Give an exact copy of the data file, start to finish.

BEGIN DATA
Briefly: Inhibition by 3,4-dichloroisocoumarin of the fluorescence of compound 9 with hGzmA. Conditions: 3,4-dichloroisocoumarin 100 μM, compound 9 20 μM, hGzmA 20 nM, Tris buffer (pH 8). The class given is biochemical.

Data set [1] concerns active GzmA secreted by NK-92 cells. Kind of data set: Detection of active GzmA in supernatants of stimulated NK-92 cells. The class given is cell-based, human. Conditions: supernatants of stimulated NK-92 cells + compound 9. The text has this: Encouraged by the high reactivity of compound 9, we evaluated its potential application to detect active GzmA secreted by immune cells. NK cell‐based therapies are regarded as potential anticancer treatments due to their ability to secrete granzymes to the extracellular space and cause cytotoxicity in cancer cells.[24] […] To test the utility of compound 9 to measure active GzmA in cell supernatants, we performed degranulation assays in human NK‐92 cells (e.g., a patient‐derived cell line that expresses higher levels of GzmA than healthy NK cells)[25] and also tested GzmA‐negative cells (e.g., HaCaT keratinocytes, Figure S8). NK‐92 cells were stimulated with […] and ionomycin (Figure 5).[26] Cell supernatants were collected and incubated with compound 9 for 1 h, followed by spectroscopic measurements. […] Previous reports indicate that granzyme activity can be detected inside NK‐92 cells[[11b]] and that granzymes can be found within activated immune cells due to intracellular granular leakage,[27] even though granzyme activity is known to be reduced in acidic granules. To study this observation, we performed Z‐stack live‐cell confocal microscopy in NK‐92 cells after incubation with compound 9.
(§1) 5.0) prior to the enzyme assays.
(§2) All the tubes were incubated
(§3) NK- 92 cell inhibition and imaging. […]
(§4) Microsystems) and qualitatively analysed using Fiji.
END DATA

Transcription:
Briefly: Inhibition by 3,4-dichloroisocoumarin of the fluorescence of compound 9 with hGzmA. Conditions: 3,4-dichloroisocoumarin 100 μM, compound 9 20 μM, hGzmA 20 nM, Tris buffer (pH 8). The class given is biochemical.

Data set [1] concerns active GzmA secreted by NK-92 cells. Kind of data set: Detection of active GzmA in supernatants of stimulated NK-92 cells. The class given is cell-based, human. Conditions: supernatants of stimulated NK-92 cells + compound 9. The text has this: Encouraged by the high reactivity of compound 9, we evaluated its potential application to detect active GzmA secreted by immune cells. NK cell‐based therapies are regarded as potential anticancer treatments due to their ability to secrete granzymes to the extracellular space and cause cytotoxicity in cancer cells.[24] […] To test the utility of compound 9 to measure active GzmA in cell supernatants, we performed degranulation assays in human NK‐92 cells (e.g., a patient‐derived cell line that expresses higher levels of GzmA than healthy NK cells)[25] and also tested GzmA‐negative cells (e.g., HaCaT keratinocytes, Figure S8). NK‐92 cells were stimulated with […] and ionomycin (Figure 5).[26] Cell supernatants were collected and incubated with compound 9 for 1 h, followed by spectroscopic measurements. […] Previous reports indicate that granzyme activity can be detected inside NK‐92 cells[[11b]] and that granzymes can be found within activated immune cells due to intracellular granular leakage,[27] even though granzyme activity is known to be reduced in acidic granules. To study this observation, we performed Z‐stack live‐cell confocal microscopy in NK‐92 cells after incubation with compound 9.
(§1) 5.0) prior to the enzyme assays.
(§2) All the tubes were incubated
(§3) NK- 92 cell inhibition and imaging. […]
(§4) Microsystems) and qualitatively analysed using Fiji.